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2021-04-06 10:42:30

Following a public outcry, a court in the northern city of Tianjin has said it will rehear the case of a man who was sentenced to 15 years in prison for murdering his colleague, a rare but not unprecedented move in China’s judicial system.

“We have taken note of the recent public opinion,” the Tianjin High People’s Court said Sunday on microblogging platform Weibo. “We will carry out trial supervision and guidance, review the case, and ensure that it is handled fairly in accordance with the law.”

According to a lower court’s verdict seen by Sixth Tone, the victim, a journalist surnamed Chen, was beaten to death by her male colleague, surnamed Cui, after an argument in 2019. The verdict, issued in December, sentenced Cui to 15 years in prison and fined him 640,000 yuan ($98,000) for intentional homicide, upholding a lower court’s ruling that Chen’s family had appealed.

A public outcry came after domestic media outlet Red Star News revealed more details about the case. Citing the victim’s father, the report said Cui was not officially arrested until a month after Chen’s death, and that Cui and his wife had plotted a sham divorce that would leave him, on paper, without enough money to pay compensation to Chen’s family.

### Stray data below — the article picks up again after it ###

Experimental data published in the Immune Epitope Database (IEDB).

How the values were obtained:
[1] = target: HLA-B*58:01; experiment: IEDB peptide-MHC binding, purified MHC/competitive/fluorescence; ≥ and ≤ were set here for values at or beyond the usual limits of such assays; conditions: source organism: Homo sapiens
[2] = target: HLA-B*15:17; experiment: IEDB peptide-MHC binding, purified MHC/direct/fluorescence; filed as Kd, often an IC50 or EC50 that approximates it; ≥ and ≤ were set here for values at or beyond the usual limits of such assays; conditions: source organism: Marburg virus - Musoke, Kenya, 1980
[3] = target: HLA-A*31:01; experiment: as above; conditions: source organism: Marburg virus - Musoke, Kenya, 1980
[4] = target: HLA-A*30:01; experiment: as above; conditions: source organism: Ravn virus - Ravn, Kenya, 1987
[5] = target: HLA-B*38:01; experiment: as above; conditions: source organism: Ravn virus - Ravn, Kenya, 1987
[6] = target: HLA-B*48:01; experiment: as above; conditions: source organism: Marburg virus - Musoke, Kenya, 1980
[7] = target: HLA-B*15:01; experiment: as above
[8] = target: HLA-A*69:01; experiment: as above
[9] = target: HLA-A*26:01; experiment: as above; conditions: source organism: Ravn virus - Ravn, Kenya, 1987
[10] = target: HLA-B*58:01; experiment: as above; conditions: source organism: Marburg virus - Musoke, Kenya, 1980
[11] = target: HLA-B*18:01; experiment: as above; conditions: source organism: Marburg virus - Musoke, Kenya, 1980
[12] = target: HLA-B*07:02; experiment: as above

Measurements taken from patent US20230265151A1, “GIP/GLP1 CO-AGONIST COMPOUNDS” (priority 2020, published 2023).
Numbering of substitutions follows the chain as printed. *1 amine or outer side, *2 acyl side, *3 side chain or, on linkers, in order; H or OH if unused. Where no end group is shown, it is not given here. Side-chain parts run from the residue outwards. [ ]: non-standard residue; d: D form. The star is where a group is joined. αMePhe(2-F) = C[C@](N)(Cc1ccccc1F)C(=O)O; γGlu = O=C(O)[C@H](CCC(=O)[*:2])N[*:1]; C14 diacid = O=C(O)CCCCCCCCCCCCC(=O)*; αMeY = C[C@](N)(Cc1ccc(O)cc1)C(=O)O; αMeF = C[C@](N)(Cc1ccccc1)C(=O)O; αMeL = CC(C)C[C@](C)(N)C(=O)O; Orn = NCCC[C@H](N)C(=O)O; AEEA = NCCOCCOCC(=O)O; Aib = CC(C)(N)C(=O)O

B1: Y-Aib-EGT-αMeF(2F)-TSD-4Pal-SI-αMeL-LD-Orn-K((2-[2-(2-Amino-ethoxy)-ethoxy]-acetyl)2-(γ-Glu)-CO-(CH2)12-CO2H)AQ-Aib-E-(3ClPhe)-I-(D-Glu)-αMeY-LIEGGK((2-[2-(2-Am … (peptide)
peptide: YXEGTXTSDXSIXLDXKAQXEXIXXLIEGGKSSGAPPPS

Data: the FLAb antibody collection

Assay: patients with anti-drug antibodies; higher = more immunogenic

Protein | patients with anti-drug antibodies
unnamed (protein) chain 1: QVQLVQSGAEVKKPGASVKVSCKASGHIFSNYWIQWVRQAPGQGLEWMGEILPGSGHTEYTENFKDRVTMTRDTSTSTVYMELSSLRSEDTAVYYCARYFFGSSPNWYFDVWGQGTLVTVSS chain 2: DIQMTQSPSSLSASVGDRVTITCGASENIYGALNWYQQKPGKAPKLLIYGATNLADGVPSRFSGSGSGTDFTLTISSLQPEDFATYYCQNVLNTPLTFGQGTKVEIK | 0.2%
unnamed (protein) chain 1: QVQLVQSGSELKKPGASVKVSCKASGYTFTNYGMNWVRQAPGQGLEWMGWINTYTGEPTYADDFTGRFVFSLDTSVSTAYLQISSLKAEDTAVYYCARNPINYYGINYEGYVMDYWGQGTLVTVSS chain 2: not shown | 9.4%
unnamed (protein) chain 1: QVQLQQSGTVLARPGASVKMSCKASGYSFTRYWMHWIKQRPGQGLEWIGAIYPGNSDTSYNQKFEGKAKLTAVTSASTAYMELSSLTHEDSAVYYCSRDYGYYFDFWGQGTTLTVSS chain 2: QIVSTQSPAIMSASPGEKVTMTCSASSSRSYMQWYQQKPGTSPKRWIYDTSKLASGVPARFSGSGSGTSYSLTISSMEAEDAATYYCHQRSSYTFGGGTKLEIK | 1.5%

Justice must be responsive to public concerns without being disrupted by people’s prejudices.

Also at issue was the fact that the murder case was first heard by a district-level court, which only has the authority to hand down sentences of up to 15 years. Red Star News quoted a lawyer as saying that such severe cases should be held at the intermediate court level or above.

Dissatisfied with the district court’s verdict, Chen’s family appealed to the Tianjin Intermediate People’s Court, only for that court to uphold the previous ruling. With no further avenue of recourse, they filed a petition for the court to review its verdict, a last-ditch action that does not guarantee a response.

Liu Di, a lawyer with Kindall Law Firm in Shanghai, told Sixth Tone it is uncommon for a court to accept a retrial request from a victim’s family.

“This risks sacrificing judicial authority and judicial efficiency,” he said. “Once the retrial request is accepted, it means the previous ruling may be re-examined and even challenged.”

Liu believes public supervision is important to the judicial system. “However, justice must be responsive to public concerns without being disrupted by people’s prejudices,” he said.

In recent years, only a handful of high-profile cases have been readjudicated by Chinese courts. In one case from 2018, a 10-year-old passion fruit vendor in the southern Guangxi Zhuang Autonomous Region was raped and murdered by a local man. He was originally handed a suspended death sentence, but after a public outcry over the brutal act, the Supreme People’s Court ordered a retrial that ultimately called for his immediate execution.

Editor: David Paulk.

(Header image: People Visual)